When is a burning notebook PC no longer newsworthy? When all major manufacturers admit they have a problem? We've talked about Dell and Apple recalling millions of lithium ion notebook batteries. And if there's a widespread problem, we want to make sure people know about it.
Which is why we bring a couple things to your attention. In the blogosphere right now is a report that a passenger at Los Angeles International Airport recently darted off a plane with a smoldering ThinkPad notebook, which allegedly then caught fire in the waiting area.
The incident was first chronicled on a site called Something Awful, but we point you first to CNET's PC Blog, where Tom Krazit evidentally contacted Lenovo for comment. Apparently Lenovo has heard the report and dispatched folks to L.A. to look into matters. But the company wouldn't confirm that the notebook was a ThinkPad, nor that the battery was the cause of the fire. [Update: Last week a Lenovo spokesperson told Computerworld that, indeed, the notebook PC that caught fire at LAX was a ThinkPad with a Sony battery. The company continues to investigate.]
You can read the original post here (there are even pictures, though we don't necessarily claim they definitely depict what they say they depict--time will tell), but be warned, bloggers on Something Awful sometimes tend toward, er, colorful language.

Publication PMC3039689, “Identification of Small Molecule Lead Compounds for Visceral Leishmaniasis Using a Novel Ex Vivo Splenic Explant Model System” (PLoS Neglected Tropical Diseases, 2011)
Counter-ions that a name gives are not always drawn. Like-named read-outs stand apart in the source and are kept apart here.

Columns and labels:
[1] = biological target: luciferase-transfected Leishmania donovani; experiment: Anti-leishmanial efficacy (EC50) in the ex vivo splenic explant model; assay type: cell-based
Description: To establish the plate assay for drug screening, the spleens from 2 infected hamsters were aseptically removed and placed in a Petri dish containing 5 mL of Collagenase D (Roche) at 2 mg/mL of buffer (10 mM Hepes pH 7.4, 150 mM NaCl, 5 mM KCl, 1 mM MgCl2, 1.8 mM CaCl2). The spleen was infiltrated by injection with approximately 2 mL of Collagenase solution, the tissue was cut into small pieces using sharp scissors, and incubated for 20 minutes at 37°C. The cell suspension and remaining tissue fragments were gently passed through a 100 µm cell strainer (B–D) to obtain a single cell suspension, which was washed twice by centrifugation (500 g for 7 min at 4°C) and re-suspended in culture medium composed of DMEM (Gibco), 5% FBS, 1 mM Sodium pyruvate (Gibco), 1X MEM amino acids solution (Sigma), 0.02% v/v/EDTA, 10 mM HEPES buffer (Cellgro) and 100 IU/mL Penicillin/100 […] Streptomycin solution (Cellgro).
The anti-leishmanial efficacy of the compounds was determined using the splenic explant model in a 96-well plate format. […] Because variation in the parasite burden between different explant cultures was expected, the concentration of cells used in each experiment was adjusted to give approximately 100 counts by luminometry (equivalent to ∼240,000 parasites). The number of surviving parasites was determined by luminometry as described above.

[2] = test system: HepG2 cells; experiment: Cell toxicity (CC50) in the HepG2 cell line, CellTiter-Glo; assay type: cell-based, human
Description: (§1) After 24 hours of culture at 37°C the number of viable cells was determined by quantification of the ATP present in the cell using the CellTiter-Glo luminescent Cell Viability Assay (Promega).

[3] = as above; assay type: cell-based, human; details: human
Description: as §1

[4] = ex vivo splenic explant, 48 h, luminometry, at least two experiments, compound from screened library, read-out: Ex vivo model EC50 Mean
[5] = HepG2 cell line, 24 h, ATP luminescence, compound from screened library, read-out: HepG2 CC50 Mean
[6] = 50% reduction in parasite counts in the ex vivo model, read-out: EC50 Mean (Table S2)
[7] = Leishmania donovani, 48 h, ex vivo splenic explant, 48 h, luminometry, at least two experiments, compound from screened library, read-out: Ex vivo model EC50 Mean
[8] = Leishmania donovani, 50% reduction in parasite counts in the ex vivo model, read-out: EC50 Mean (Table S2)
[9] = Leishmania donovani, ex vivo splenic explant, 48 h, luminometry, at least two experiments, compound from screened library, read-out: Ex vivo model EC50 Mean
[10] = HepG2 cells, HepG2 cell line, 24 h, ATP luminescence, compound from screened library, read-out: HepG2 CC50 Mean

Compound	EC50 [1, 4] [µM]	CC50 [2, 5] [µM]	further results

Whatever the case with the LAX notebook, notebook batteries--and Sony in particular because it made so many of the batteries now in headlines--have problems.
This week, according to Reuters, Toshiba joined the cadre of vendors recalling Sony batteries. The company has offered to replace about 340,000 batteries, not because they'll catch on fire, but because they could simply stop working. The batteries in question were manufactured between March and May (on a personal note, I've got a Toshiba notebook at home that's several years old and its battery doesn't work either--the notebook always has to be plugged in to the wall).
Want more? Panasonic issued a tiny recall (about 6,000 batteries) for notebooks in Japan. The company reportedly said the recall had nothing to do with fire or Sony.
Heck, let's be fair to all. You may remember that in June, the Consumer Product Safety Commission worked with Hewlett-Packard to recall some 679,000 digital cameras because they could catch fire when using non-rechargable batteries. And it appears Canon plans to rein in some older personal copiers because, you guessed it, they might go up in flames--and they don't even run on batteries.
The lithium ion battery industry has fought off concerns about overheating for years. And many would say the rash of recent problems has more to do with manufacturing processes and system integration than the underlying power technology. Whatever the case, it appears clear there's a lot of room for innovation here, especially considering portable devices will be called on to do more than ever in the future.
We're not sure what to make of flaming copiers.
Posted by Brad Grimes
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